Today the electronics world has fully entered the appliances intended for the food production and for catering but the potential of this combination is still entirely in front of us: today we control machines’ correct operation and its compliance with manufacturing specifications and law provisions (security, food safety, HACCP). However, tomorrow we could ask information to interact one another to generate more safety along the entire chain. This future is called interoperability.
Today it is a fact that digital masters single machines and household appliances and that we can “control” them from remote, too, but electronics is becoming the discriminant variable between a new and an old appliance. Not only in its simplest dimension, the app one, but also in complex directions we want to explore to define the new horizons where industry moves in its research, especially in the definition of the directives that will give an even more permeating and substantial meaning to the contribution of bits and bytes, for a system that is more efficient economically and more efficacious from the point of view of the overall environmental sustainability.
Let us start from a concept: the manufacturing chain control. Players referring to multinationals are already implementing control systems that supervise the entire food conservation chain, from its “primary” stocking to the world of logistics in its different articulations and up to the distribution to end users. The target is clear, achieving a traceability that gives more consistency and coherence to the food safety practices demanded by the market. Electronics and computer technology are allowing the management of important information chains, which permit to certify the adoption of correct protocols of hygienic, organoleptic and nutritional product protection.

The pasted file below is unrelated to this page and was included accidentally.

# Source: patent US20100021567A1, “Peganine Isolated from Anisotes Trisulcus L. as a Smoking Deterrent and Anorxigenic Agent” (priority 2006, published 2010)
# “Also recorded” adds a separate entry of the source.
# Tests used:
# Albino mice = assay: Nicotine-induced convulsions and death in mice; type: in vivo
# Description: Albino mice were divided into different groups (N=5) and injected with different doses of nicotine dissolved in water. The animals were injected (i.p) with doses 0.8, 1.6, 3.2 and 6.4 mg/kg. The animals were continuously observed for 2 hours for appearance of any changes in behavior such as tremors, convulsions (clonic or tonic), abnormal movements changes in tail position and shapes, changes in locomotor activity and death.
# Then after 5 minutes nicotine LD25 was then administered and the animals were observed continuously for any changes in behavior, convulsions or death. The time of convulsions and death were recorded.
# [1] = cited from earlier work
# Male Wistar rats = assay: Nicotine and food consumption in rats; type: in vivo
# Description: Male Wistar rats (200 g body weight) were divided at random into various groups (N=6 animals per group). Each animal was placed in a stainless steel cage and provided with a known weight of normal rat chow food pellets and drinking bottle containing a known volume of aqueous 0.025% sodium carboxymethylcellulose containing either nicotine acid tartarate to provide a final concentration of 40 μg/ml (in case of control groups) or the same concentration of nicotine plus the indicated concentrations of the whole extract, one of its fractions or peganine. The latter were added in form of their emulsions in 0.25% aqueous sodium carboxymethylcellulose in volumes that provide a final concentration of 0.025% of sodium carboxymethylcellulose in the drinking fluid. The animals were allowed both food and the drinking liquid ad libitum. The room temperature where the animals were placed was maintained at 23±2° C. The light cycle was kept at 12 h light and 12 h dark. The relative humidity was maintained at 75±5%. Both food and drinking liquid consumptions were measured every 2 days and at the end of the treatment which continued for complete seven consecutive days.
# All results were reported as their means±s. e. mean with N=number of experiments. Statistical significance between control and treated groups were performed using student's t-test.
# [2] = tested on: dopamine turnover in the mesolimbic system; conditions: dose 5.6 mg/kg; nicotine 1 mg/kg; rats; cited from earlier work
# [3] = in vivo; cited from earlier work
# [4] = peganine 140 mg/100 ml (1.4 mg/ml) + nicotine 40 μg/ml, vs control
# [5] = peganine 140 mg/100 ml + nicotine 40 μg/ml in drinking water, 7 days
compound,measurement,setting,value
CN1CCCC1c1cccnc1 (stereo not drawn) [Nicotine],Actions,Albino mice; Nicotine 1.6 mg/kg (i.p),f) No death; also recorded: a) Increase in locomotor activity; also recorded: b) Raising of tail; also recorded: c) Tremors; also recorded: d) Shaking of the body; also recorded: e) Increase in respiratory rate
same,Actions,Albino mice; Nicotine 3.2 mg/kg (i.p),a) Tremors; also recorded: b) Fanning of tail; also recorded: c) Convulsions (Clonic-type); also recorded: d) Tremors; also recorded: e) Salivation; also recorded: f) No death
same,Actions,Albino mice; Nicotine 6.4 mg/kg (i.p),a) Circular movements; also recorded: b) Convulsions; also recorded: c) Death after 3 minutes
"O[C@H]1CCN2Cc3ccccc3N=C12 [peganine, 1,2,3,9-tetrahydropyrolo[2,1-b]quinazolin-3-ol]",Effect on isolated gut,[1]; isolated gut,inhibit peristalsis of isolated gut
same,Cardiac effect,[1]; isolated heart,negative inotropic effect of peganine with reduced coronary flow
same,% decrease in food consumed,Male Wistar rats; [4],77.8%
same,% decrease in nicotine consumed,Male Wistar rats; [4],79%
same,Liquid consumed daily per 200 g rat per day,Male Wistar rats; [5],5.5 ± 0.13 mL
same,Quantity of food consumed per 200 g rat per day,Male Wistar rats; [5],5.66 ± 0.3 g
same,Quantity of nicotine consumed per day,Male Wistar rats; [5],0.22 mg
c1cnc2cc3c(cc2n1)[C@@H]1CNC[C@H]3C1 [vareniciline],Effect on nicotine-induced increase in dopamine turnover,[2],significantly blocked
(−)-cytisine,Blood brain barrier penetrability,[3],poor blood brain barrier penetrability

However, the food conservation is not the only valuable issue in the food management, from the soil to the dish, on the contrary: the temperature control aspect fully highlights a specific dimension that resides inside the meal processing and must be enabled by the involved equipment. A system implying a strict correlation of raw material conservation temperatures and of processing machines ones (just consider the temperature of the water introduced into vegetable washers or the starting temperatures of an electric oven) would diminish the thermal shocks that exert their own weight and incidence of the final quality of the food product. The electronic-oriented management would lead to establish a positive and “productive” correlation among determinant factors, such as the wetness in steam cooking conditions with the service conditions in distribution areas in environments like collective catering or gastronomy.